Posted by News Express | 31 October 2017 | 1,901 times
Community leaders in Ekiti and Osun States have decried the near hijack of the statutory functions of local governments by the states. This, they say, is seriously hampering concrete development efforts at the local level. They also want public officials to regularly interface with them on projects and matters of public policy.
This practice, they argued, would ensure that only projects that uplifts the rural communities were embarked upon. This will also check mismanagement of funds, the funnelling of public funds for private purposes, impunity by LG officials and promote accountability.
At a four-day training and capacity building programme for grassroots community leaders on participatory governance and civic engagement recently organised in Ado Ekiti by the Community Life Project (CLP) with support from the Open Society Initiative of West Africa (OSIWA), the community leaders contended that the steps would foist harmony and trust on development issues at the local level.
“Local Governments are the closest to the people, but we have virtually rendered them spineless financially. They’ve been pocketed by the state governors who can’t even allow them to supervise the collection of TV and radio licences,” noted Pade Aderibigbe, 81, community leader from Ayedire LGA of Osun State. Aderibigbe, who is a retired Professor of Forensic Accounting, said that the LGAs needed to be financially independent to meet the yearnings of the people at the grassroots.
Segun Olusola, Director of Community Development in Ekiti State, said: “It is important that the voices of the people in the communities are heard each time government wants to carry out any projects”. “We cannot continue to treat the people as if they do not matter.”
“Anyone resisting the participation in governance by the people is deluding himself. Participatory governance is the right of the people. Government must be consensus-oriented. When government and citizens come together to seek for solution over knotty issues, things are done better,” said Francis Onahor, one of the facilitators. “We can’t afford to do siddon look on matters that concerns us,” he stated, charging the participants to always ask questions and grill public officials.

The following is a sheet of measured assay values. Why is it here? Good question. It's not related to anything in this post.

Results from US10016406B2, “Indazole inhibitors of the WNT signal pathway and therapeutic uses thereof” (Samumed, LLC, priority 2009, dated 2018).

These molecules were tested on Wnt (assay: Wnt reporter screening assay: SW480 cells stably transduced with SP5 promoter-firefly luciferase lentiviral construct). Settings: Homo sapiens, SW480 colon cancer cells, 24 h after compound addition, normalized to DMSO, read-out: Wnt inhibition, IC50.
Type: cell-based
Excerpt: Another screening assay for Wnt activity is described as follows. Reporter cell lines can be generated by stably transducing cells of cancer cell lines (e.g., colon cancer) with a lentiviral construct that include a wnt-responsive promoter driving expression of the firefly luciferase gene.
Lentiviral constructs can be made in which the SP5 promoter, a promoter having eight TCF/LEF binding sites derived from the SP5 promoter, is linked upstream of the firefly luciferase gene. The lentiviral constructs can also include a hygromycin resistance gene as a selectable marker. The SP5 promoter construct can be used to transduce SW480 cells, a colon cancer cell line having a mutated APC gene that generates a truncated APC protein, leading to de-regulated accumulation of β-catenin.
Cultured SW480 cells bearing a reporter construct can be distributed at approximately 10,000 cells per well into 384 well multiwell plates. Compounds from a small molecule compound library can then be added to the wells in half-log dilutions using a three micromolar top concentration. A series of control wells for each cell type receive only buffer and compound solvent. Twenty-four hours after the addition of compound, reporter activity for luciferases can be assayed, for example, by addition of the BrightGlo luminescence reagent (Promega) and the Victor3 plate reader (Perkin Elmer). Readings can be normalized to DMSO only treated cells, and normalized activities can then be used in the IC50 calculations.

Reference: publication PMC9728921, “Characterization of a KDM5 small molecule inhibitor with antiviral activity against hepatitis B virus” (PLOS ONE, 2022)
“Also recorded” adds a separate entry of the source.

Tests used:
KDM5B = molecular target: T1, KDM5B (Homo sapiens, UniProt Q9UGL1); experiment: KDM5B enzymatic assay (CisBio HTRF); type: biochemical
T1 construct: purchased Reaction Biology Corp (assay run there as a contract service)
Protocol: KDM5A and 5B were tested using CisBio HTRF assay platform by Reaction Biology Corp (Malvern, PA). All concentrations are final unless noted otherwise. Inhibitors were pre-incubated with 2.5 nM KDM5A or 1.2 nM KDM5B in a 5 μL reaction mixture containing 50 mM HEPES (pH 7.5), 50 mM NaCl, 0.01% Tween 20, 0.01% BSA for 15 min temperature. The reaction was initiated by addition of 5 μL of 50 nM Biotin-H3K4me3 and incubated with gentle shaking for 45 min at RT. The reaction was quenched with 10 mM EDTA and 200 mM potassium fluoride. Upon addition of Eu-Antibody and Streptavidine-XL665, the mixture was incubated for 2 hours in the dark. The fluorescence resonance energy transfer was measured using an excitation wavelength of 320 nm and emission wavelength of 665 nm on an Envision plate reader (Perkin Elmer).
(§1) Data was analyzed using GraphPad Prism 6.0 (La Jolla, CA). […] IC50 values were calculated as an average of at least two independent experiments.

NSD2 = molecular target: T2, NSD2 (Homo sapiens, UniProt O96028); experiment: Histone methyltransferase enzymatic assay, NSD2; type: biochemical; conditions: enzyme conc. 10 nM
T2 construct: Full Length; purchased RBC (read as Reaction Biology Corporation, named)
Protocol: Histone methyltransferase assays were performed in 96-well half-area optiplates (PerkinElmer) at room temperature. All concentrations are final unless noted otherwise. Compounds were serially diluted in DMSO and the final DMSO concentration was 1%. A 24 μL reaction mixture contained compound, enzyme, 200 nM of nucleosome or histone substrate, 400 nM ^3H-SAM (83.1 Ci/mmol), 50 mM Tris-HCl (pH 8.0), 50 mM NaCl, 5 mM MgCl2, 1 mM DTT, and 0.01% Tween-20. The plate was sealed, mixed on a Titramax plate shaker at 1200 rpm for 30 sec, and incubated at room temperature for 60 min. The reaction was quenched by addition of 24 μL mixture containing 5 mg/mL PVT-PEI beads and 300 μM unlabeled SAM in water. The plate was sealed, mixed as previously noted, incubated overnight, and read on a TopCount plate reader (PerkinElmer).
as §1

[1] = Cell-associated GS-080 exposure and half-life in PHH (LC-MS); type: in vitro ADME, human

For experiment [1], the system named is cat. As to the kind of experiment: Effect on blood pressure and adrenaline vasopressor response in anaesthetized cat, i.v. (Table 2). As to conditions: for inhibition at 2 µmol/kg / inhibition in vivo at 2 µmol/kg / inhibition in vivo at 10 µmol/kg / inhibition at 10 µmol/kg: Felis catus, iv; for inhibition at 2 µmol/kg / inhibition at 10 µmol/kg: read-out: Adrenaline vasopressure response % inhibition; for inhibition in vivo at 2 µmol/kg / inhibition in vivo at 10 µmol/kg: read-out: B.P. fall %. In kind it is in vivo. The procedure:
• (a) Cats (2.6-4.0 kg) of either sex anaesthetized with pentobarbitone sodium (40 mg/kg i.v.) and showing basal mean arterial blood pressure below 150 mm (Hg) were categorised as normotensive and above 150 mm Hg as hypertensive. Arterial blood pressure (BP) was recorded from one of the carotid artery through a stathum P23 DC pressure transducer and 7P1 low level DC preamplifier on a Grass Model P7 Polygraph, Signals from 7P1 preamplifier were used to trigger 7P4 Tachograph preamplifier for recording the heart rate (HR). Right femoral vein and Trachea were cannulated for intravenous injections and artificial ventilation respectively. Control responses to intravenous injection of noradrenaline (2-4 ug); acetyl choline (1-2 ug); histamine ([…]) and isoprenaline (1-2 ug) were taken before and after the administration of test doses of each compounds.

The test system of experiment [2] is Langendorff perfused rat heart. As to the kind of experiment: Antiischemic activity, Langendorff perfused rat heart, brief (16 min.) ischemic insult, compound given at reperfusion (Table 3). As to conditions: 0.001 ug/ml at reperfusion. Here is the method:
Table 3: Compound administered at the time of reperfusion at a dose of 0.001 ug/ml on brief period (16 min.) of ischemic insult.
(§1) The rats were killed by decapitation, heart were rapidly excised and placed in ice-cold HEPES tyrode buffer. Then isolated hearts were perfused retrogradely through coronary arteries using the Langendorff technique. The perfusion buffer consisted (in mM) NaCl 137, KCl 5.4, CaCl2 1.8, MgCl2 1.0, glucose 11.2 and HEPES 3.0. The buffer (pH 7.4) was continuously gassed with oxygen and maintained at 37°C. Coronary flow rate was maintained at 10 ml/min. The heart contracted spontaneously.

But Akole Olatunbosun Busuyi, 40, a youth leader from Ikere-Ekiti, said that public officials had the habit of always labelling them as “saboteurs” each time they tried to engage them on matters of development. “They’ll single you out for a backlash thereafter,” said Busuyi, also a PhD student in Information Science at the University of Ibadan.
This view is corroborated by Adeleke Jacob Ajayi, Chairman of a Community Development Association in Ilasa-Ekiti who said: “If we try to ask questions about what they do, they’ll threaten you and you can even get killed if you are not careful.” “How can we ensure that we’ll be safe when we ask questions? When we ask questions, they’ll threaten us," said Olaniyan Ishaq Babatunde, a Community Development Association youth leader in Atakumosa West Central, Ifewara area of Osun State
However, Lanre Arinola, Programme Officer, Community Level Partnership, said: “Community leaders must be tactful in their strategy of engagement.” To be effective and avoid being used as sacrificial lambs by angry officials who might not like the faces of those raging against them, “it is important that the community leaders do not act alone. You must ensure you strike some synergy with other groups so that you do not expose yourselves to danger,” Arinola counselled.
Osun State Chairperson of the Federation of Muslim Women Association of Nigeria (FOMWAN), Suaibat Bolanle Babalola Adubi said they are sometimes in a fix when government claimed to have engaged the union leaders on the issue of half salary, for instance, while the union leaders failed to engage the grassroots people. “Who really do you blame when the governments claimed they consulted with the representatives of the workers but the union leaders fail to dialogue with their members?”
The training programme, which involves leaders of Community Development Associations, youth groups, women organisations and faith-based associations across 31 LGAs in Ekiti and Osun States, covered areas like community participation, good governance, civic obligations and budget preparation.
It also included understanding the sources of government revenue and the functions of the local governments. They were also given tips on laws that promote participatory budget process like the Fiscal Responsibility Act of 2007, the Public Procurement Act of 2007 and the Freedom of Information Act of 2011.
On the essence of the programme, Modupeola Kolade, representative of the women wing of Christian Association of Nigeria (CAN), Osun State chapter, said: “It’s important we take the message and discuss with our people back home. It is not a fight with public officials but we are going to meaningfully mobilise our people to engage them.”
Executive Director of CLP, Ngozi Iwerre, said the programme is designed primarily to raise awareness and empower the people at the local level. “At least it will make the next set of leaders to sit up because they’ll be confronted with a more enlightened citizenry who can confront them with critical questions,” she explained.
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